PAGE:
“The banks of the Dove lead to the majestic grounds of Ilam Hall, with its ancient limestone desk and the resurgence of the Manifold and Hamps through the river bed boil holes. This tranquil setting inspired England’s greatest lexicographer.”
The writers on the A Limestone Desk in Happy Valley route:
With abbreviated extracts from The Literary Way, written by Terry Goble and published by The Creative Peak
Ilam Hall, and the model village that lays outside of its gates, is the focus for this walk on The Literary Way. It gives us the opportunity to bring to you a restoration playwright, whose plays were very popular before the bawdy nature of them fell out of favour with the critics and the public. His family took the side of the King in the English Civil War. They eventually went to Ireland, where our playwright received his early education. He became life long friends with Johnathan Swift, the writer of Gullivers’ Travels, and the friendship particularly came to the fore when they both moved to London. In addition, we return to Samuel Johnson, for not only for his views of Ilam, especially the river that passes through the ground, but also as he used this setting as the basis for one of his novels. We entitled the previous chapter Great Poor Writers and we said that Samuel was no exception. His story, inspired by Ilam, was due to a shortage of money, and was written before he became well-known in the haunts of London.
Our route has taken us from Okeover to Ilam, along the Dove Valley, on the Staffordshire side of river. When we reached the large Coldwall Bridge, with the village of Thorpe on the hill overlooking it, we entered The Peak District National Park, which was one of the first National Parks created in England, and remains one of the busiest. In this region, holidaymakers mix with day-trippers from major towns such as Manchester, Sheffield and Nottingham. Ilam Hall is located in the south of the Peak District and is tucked into the valley of the River Manifold, which has steep limestone slopes and a famous disappearing river. The path along the valley takes us past the confluence of the Rivers Dove and Manifold and across the fields to the bridge, behind which we can see the roofs and chimneys of the hall. The village of Ilam, with its ‘chalet’ style houses and school, seems uncharacteristic of the area, where we tend to expect square limestone buildings, rather than high gables and tiled fronts. These buildings were part of the overall design of the model village that is now Ilam. The development was linked to the Gothic redesign of the main Hall that took place in about the 1830s.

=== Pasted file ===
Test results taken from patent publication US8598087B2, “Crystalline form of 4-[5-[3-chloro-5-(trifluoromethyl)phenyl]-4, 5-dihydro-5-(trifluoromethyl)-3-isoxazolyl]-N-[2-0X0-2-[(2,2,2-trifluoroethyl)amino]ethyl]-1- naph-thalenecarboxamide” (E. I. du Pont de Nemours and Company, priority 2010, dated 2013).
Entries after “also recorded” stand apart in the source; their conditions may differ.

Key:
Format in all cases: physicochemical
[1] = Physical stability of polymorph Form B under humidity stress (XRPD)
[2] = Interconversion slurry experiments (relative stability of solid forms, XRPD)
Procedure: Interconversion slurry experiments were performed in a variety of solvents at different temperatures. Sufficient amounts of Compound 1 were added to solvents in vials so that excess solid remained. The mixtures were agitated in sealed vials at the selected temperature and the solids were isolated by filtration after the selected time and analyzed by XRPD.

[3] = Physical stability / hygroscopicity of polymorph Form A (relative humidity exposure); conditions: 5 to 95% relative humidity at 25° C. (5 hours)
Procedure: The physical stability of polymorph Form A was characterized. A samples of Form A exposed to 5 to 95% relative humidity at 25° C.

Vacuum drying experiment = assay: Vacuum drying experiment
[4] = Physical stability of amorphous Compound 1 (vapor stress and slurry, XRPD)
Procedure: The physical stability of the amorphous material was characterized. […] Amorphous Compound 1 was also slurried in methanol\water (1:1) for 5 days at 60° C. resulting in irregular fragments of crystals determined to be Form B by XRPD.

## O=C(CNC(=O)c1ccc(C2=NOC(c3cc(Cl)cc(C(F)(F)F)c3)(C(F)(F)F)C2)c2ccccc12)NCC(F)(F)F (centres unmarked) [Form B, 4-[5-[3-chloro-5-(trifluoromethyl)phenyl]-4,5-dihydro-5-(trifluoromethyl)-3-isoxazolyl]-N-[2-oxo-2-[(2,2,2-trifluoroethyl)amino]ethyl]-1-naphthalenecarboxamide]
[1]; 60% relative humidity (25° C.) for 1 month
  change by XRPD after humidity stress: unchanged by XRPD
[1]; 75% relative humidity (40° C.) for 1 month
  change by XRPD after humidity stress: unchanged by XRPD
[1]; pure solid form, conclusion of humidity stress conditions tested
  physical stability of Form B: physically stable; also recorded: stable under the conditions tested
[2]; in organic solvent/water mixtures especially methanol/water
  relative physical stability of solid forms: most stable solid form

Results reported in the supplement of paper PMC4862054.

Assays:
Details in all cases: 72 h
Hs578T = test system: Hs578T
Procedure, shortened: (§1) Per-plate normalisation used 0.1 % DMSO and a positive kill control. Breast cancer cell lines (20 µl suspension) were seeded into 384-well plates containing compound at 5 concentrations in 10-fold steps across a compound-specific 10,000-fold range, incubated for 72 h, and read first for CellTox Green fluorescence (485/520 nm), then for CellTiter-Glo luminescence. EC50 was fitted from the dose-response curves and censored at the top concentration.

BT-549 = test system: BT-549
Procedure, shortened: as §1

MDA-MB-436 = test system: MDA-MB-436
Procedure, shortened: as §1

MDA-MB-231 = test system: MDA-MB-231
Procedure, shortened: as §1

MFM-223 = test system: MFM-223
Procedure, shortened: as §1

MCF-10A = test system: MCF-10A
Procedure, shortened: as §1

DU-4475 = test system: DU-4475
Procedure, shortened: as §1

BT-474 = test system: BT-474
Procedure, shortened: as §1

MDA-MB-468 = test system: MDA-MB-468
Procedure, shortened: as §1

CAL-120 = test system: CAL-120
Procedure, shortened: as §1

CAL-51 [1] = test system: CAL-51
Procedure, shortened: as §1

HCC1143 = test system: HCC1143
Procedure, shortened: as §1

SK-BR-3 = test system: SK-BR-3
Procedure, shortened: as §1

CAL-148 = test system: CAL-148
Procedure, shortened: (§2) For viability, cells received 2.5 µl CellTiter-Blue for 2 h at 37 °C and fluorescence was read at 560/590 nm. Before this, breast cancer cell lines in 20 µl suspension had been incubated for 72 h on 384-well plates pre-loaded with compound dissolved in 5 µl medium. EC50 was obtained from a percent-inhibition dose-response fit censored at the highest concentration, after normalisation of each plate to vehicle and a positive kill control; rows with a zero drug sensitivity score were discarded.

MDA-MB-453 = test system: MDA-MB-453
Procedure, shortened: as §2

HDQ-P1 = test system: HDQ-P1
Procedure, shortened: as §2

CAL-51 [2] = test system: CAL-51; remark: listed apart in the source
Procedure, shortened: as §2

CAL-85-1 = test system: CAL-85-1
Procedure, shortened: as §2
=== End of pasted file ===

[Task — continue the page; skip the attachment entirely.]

We enter the grounds of Ilam Hall, which is now in the custodianship of the National Trust. As we approach the Hall, we can see that it is not a large building. There is a reason for this. Currently, it does not match its once magnificent opulence, but it still is a truly wonderful setting with many aspects to grip our interest. Ilam Hall has had three main stages to its development. Let us explain how things have changed. The hall you see in front of you is the remnants of a much larger one, which was built in the 1820s by Jesse Watts-Russell. The early 1800s saw a revival of Gothic architecture, and this is the style that Jesse wanted. At the beginning of that decade he bought the old Tudor hall and knocked it down to build a replacement. The Watts-Russell hall then passed from his family and, in the 1930s, it was bought with the intention of demolition. This was partly completed before Sir Robert McDougall, the flour magnate, bought it and passed it to the nation. Sir Robert was a major benefactor to the nation in this area and he donated, not only Ilam Hall, but also parts of Dovedale and other Peak District areas to the country. The part of the main hall that survives is a Youth Hostel, the designation of which was part of the bequest from Sir Robert.